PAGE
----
In a nutshell, the steps install a specific version of NuGet on %PATH%, then executes some PowerShell, which at the moment is just a Write-Host. The NuGetToolInstaller task is mainly to ensure nuget.exe is available to use without us having to figure out a path. We don’t really want to go hunting around for it on a hosted build machine, which could change periodically.

Why is easy access to nuget.exe even needed? The Publish-Module cmdlet that we are going to use to publish our PowerShell module to the VSTS package feed depends on nuget.exe being available and configured correctly for publishing to VSTS. OneGet doesn’t do a particularly good job of wrapping nuget.exe, it needs to be available and pre-configured to work with VSTS or Publish-Module will just barf.

Save the YAML file but don’t push it to master yet. Let’s flesh out the PowerShell step to do the publishing first.

Step 3: Publishing to the VSTS package feed

Here’s the PowerShell that we’re going to integrate into our build pipeline:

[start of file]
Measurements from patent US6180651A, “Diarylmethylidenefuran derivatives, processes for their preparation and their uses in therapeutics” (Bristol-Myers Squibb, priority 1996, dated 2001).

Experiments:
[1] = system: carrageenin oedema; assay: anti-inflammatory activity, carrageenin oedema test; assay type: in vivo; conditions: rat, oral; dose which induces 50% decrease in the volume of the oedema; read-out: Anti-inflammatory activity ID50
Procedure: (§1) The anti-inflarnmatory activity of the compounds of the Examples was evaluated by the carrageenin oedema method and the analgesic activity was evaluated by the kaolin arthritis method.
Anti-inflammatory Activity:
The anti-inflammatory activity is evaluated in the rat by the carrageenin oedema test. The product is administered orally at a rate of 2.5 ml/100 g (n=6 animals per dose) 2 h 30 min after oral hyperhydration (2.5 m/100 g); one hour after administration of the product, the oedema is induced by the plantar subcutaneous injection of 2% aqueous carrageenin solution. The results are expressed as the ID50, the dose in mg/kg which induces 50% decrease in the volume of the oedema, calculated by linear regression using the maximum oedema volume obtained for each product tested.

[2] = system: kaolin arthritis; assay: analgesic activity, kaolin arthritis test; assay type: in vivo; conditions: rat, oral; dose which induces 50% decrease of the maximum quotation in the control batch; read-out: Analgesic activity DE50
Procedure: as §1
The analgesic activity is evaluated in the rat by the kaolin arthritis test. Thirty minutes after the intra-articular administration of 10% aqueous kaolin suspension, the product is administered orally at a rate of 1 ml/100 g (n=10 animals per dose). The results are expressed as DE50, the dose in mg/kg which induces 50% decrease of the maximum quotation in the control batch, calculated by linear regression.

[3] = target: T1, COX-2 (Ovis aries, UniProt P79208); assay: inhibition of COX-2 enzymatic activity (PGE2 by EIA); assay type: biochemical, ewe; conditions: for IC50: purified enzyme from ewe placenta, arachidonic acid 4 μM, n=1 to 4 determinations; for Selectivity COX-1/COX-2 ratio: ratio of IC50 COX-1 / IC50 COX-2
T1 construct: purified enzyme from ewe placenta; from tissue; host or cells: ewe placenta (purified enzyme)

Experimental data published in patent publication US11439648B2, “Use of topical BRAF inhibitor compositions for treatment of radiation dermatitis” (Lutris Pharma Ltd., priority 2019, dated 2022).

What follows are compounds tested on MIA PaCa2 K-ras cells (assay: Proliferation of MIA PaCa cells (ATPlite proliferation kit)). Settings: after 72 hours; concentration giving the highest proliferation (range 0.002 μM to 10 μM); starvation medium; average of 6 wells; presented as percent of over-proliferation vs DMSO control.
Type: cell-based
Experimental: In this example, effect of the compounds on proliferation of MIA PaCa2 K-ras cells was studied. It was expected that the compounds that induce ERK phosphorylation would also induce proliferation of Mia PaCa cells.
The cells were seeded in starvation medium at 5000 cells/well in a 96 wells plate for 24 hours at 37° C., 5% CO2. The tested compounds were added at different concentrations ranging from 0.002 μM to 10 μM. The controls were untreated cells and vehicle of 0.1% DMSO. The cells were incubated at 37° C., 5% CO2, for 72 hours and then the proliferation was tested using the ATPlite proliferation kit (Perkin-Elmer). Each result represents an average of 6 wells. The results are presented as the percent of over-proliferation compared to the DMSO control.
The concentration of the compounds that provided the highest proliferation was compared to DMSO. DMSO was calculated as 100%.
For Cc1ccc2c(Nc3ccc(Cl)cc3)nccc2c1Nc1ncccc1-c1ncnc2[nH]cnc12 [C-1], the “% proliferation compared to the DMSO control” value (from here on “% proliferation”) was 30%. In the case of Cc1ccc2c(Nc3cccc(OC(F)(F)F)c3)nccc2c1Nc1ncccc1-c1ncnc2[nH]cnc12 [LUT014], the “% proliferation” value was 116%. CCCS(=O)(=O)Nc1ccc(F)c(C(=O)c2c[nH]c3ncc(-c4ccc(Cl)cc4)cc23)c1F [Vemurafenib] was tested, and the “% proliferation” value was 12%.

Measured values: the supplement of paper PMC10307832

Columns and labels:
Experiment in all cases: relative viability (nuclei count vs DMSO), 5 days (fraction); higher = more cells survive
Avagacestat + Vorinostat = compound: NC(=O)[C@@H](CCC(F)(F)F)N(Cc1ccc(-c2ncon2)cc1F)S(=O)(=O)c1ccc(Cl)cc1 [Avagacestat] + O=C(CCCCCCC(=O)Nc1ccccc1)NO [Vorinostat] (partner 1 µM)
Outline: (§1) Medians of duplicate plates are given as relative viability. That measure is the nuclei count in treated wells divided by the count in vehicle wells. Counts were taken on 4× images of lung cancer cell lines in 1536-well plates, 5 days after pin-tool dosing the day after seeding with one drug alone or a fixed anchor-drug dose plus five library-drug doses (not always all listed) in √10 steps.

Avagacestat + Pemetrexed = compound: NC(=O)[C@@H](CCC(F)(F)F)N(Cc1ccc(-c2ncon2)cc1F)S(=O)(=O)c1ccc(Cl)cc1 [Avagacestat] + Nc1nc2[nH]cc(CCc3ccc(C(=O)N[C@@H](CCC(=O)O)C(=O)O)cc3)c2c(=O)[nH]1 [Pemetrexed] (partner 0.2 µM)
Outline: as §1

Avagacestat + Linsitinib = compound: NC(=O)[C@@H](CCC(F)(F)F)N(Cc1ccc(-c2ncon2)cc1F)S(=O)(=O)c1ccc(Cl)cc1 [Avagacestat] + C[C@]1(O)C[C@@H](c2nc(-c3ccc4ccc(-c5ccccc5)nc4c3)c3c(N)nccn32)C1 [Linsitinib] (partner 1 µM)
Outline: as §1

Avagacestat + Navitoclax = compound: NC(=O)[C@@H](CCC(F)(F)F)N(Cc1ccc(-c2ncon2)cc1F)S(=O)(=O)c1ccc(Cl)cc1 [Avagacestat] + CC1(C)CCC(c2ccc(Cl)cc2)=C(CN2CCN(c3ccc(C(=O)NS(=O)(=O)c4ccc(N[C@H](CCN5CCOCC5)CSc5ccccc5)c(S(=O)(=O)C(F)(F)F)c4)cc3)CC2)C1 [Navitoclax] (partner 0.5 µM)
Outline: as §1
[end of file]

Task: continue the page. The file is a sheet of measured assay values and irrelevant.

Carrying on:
$patUser = ''
$securePat = ConvertTo-SecureString -String $patToken -AsPlainText -Force
$credential = New-Object System.Management.Automation.PSCredential($patUser, $securePat)

Register-PSRepository -Name 'VSTS' -SourceLocation '' -PublishLocation '' -InstallationPolicy Trusted -Credential $credential -Verbose

nuget.exe sources add -name 'VSTS' -Source '' -UserName $patUser -Password $patToken

Publish-Module -Path ".\$env:BUILD_REPOSITORY_NAME" -Repository 'VSTS' -Credential $credential -NuGetApiKey 'VSTS' -Verbose

This code does the following:

  • Constructs a PSCredential from a VSTS personal access token (PAT), which will be used to register VSTS as a repository and publish the module. Think of PATs as access tokens – they’re safer than embedding your user credentials in scripts because you can lock each PAT down such that it only has access to the specific thing you want to use it for. Another user would not be able to use this PAT to log in as you. We’ll create a PAT for this script in the next section.